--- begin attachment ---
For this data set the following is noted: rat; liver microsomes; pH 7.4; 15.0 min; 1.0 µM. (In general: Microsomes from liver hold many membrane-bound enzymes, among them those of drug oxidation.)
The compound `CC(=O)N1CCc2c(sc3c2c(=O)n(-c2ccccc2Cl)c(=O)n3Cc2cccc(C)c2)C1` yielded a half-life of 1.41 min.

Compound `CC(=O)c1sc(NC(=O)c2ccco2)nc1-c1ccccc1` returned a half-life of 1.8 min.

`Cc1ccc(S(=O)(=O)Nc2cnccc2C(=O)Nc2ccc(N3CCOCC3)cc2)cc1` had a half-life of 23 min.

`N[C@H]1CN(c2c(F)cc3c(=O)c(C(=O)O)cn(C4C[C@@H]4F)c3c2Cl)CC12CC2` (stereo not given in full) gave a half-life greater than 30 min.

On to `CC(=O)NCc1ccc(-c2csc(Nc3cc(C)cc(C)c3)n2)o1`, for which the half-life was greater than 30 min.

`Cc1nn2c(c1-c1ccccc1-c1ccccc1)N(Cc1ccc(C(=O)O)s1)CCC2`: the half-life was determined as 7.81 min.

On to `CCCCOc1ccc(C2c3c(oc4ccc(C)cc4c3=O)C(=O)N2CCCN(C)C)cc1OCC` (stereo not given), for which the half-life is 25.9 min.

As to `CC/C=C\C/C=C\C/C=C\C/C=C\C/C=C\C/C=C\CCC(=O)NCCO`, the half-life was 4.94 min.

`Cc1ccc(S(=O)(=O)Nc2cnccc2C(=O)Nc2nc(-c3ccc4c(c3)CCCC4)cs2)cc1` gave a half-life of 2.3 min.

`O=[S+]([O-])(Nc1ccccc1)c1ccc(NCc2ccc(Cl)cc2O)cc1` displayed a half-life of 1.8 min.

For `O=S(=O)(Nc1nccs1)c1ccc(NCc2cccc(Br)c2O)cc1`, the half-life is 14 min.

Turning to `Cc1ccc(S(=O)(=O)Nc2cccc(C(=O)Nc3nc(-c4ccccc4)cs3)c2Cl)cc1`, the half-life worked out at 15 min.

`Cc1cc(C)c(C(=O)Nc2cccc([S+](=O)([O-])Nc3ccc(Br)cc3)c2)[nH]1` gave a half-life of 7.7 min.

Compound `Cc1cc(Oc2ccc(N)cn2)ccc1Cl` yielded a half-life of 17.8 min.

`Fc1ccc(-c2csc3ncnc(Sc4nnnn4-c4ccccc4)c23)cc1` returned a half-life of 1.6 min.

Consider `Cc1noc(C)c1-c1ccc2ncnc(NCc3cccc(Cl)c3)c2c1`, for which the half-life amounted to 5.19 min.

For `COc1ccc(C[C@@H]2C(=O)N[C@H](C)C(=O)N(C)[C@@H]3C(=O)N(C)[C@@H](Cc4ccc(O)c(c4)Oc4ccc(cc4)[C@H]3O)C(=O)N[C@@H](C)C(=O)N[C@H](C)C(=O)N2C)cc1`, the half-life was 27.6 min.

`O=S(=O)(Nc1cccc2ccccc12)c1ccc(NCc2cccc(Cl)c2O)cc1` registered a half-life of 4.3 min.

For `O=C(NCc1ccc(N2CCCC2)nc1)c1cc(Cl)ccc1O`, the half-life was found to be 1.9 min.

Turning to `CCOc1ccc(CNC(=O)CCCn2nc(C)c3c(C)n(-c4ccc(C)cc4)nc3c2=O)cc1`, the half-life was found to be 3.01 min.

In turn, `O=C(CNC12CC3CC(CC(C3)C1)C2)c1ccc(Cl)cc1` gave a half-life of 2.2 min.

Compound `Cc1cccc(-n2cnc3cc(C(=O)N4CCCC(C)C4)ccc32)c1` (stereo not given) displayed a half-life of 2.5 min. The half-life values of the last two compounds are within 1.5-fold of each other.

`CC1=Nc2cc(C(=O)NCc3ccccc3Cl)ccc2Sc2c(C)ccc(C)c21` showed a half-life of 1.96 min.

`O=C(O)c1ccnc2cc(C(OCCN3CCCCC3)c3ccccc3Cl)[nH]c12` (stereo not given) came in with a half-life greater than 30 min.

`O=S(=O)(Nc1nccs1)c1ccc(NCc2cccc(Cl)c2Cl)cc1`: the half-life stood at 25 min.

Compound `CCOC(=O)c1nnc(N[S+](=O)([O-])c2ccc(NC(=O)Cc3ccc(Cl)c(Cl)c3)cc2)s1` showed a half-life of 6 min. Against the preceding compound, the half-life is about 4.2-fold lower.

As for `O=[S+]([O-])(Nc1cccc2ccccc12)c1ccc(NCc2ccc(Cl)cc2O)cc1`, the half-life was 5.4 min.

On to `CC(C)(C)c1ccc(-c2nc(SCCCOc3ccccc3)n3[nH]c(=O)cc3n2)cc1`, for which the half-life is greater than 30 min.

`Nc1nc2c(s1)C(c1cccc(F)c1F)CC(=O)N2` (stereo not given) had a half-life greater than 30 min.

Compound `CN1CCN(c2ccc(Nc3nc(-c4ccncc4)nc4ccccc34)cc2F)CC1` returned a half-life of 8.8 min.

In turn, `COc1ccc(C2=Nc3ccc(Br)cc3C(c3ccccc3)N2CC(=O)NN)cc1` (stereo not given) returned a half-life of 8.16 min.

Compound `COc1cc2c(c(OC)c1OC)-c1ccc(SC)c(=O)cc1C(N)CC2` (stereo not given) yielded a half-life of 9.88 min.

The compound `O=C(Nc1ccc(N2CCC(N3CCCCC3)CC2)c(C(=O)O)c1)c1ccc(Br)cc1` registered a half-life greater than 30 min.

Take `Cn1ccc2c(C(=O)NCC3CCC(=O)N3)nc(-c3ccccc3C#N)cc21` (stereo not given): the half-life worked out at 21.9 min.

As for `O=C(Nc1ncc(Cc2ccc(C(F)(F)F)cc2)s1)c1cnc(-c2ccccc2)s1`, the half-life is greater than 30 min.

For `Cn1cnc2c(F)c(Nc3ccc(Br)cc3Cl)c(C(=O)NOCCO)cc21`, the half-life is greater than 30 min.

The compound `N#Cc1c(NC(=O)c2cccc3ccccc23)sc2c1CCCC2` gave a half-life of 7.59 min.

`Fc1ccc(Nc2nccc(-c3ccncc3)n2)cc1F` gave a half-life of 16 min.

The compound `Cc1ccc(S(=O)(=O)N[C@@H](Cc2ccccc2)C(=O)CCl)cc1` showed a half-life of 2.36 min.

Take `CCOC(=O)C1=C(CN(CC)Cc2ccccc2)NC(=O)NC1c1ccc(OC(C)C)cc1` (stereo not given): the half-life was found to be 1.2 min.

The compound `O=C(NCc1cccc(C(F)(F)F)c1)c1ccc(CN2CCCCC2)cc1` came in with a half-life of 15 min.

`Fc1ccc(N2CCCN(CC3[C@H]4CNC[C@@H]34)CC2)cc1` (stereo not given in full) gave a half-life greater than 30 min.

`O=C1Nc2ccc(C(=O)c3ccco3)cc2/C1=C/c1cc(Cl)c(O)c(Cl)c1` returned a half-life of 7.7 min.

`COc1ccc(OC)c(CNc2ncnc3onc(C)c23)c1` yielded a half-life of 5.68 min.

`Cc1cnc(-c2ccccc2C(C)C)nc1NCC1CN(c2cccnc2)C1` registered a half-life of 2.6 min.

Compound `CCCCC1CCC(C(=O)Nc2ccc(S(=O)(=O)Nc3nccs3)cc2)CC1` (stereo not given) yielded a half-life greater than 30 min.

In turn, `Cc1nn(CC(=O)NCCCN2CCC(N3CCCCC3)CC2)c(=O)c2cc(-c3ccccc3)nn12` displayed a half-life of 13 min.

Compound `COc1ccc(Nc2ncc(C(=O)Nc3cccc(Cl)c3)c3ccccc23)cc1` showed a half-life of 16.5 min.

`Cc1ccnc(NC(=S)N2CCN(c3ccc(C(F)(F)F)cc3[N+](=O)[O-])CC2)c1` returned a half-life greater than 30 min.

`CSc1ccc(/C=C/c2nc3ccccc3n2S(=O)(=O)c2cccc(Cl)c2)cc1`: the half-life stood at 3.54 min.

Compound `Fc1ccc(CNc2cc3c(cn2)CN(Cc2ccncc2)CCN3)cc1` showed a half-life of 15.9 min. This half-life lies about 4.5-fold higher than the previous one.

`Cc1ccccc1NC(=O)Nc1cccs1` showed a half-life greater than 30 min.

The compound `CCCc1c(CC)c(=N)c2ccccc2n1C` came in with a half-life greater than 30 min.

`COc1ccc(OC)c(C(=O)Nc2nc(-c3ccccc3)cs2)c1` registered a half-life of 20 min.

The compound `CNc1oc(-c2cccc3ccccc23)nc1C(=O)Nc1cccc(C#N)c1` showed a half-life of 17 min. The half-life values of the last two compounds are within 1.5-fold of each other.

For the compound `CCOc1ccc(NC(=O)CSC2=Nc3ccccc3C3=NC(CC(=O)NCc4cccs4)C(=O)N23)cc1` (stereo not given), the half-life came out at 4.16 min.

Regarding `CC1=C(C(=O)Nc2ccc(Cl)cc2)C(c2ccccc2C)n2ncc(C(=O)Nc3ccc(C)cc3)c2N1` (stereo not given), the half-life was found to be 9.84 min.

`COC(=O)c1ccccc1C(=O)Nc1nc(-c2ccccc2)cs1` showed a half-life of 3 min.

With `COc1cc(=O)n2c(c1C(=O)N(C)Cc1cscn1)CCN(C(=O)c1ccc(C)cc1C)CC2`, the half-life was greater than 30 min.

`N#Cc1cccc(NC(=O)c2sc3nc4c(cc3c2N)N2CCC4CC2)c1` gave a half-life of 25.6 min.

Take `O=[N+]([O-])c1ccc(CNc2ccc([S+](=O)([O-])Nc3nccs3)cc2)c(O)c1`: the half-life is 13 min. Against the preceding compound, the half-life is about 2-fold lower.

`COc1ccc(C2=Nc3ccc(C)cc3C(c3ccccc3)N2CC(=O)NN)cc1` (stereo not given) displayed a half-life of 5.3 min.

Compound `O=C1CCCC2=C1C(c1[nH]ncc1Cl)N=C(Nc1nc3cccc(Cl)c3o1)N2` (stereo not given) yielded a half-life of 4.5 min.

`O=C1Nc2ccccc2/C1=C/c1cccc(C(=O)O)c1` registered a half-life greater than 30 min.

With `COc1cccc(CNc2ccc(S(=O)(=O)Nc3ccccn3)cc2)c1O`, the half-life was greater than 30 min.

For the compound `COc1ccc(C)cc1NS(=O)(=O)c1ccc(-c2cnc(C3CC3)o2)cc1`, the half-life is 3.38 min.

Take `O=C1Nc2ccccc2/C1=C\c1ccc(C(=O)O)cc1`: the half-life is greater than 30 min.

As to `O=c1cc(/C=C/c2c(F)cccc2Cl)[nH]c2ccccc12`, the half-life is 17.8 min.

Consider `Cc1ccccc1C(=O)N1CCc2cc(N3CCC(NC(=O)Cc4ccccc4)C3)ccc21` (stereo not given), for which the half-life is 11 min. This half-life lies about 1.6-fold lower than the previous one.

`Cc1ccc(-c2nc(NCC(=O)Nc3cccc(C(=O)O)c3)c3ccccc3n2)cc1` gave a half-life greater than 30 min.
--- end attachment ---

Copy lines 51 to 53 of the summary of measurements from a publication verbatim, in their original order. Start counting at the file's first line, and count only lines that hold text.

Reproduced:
`CSc1ccc(/C=C/c2nc3ccccc3n2S(=O)(=O)c2cccc(Cl)c2)cc1`: the half-life stood at 3.54 min.

Compound `Fc1ccc(CNc2cc3c(cn2)CN(Cc2ccncc2)CCN3)cc1` showed a half-life of 15.9 min. This half-life lies about 4.5-fold higher than the previous one.

`Cc1ccccc1NC(=O)Nc1cccs1` showed a half-life greater than 30 min.